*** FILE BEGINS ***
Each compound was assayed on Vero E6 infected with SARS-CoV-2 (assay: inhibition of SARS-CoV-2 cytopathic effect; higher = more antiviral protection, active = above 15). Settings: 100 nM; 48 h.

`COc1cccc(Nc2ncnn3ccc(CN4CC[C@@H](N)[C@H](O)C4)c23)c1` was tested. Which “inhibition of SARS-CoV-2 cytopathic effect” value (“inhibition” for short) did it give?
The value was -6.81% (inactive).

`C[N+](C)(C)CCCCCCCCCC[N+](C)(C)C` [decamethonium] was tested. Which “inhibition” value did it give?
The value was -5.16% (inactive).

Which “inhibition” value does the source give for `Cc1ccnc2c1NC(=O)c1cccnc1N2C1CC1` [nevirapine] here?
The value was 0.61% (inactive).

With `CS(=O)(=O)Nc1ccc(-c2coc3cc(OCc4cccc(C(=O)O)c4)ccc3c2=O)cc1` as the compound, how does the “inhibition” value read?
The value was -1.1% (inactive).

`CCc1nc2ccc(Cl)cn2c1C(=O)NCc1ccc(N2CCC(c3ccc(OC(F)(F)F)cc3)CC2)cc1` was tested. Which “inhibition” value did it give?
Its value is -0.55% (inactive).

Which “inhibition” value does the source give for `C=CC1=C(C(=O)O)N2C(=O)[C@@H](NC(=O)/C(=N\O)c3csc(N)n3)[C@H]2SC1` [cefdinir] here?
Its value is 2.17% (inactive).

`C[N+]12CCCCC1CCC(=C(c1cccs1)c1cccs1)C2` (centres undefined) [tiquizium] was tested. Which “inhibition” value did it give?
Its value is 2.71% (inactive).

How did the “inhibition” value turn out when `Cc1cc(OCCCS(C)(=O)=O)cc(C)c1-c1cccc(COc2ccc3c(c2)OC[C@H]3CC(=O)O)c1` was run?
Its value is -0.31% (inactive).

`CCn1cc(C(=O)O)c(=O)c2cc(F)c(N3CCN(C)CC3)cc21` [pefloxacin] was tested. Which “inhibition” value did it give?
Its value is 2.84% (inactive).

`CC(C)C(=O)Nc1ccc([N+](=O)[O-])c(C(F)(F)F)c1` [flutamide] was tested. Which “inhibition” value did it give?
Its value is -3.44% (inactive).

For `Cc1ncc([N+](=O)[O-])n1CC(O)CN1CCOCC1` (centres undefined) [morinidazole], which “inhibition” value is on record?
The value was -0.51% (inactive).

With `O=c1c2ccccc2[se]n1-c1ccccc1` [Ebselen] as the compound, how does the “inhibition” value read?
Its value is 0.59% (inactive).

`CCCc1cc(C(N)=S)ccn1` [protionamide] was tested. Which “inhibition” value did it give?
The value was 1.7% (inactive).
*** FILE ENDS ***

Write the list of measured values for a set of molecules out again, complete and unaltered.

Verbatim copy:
Each compound was assayed on Vero E6 infected with SARS-CoV-2 (assay: inhibition of SARS-CoV-2 cytopathic effect; higher = more antiviral protection, active = above 15). Settings: 100 nM; 48 h.

`COc1cccc(Nc2ncnn3ccc(CN4CC[C@@H](N)[C@H](O)C4)c23)c1` was tested. Which “inhibition of SARS-CoV-2 cytopathic effect” value (“inhibition” for short) did it give?
The value was -6.81% (inactive).

`C[N+](C)(C)CCCCCCCCCC[N+](C)(C)C` [decamethonium] was tested. Which “inhibition” value did it give?
The value was -5.16% (inactive).

Which “inhibition” value does the source give for `Cc1ccnc2c1NC(=O)c1cccnc1N2C1CC1` [nevirapine] here?
The value was 0.61% (inactive).

With `CS(=O)(=O)Nc1ccc(-c2coc3cc(OCc4cccc(C(=O)O)c4)ccc3c2=O)cc1` as the compound, how does the “inhibition” value read?
The value was -1.1% (inactive).

`CCc1nc2ccc(Cl)cn2c1C(=O)NCc1ccc(N2CCC(c3ccc(OC(F)(F)F)cc3)CC2)cc1` was tested. Which “inhibition” value did it give?
Its value is -0.55% (inactive).

Which “inhibition” value does the source give for `C=CC1=C(C(=O)O)N2C(=O)[C@@H](NC(=O)/C(=N\O)c3csc(N)n3)[C@H]2SC1` [cefdinir] here?
Its value is 2.17% (inactive).

`C[N+]12CCCCC1CCC(=C(c1cccs1)c1cccs1)C2` (centres undefined) [tiquizium] was tested. Which “inhibition” value did it give?
Its value is 2.71% (inactive).

How did the “inhibition” value turn out when `Cc1cc(OCCCS(C)(=O)=O)cc(C)c1-c1cccc(COc2ccc3c(c2)OC[C@H]3CC(=O)O)c1` was run?
Its value is -0.31% (inactive).

`CCn1cc(C(=O)O)c(=O)c2cc(F)c(N3CCN(C)CC3)cc21` [pefloxacin] was tested. Which “inhibition” value did it give?
Its value is 2.84% (inactive).

`CC(C)C(=O)Nc1ccc([N+](=O)[O-])c(C(F)(F)F)c1` [flutamide] was tested. Which “inhibition” value did it give?
Its value is -3.44% (inactive).

For `Cc1ncc([N+](=O)[O-])n1CC(O)CN1CCOCC1` (centres undefined) [morinidazole], which “inhibition” value is on record?
The value was -0.51% (inactive).

With `O=c1c2ccccc2[se]n1-c1ccccc1` [Ebselen] as the compound, how does the “inhibition” value read?
Its value is 0.59% (inactive).

`CCCc1cc(C(N)=S)ccn1` [protionamide] was tested. Which “inhibition” value did it give?
The value was 1.7% (inactive).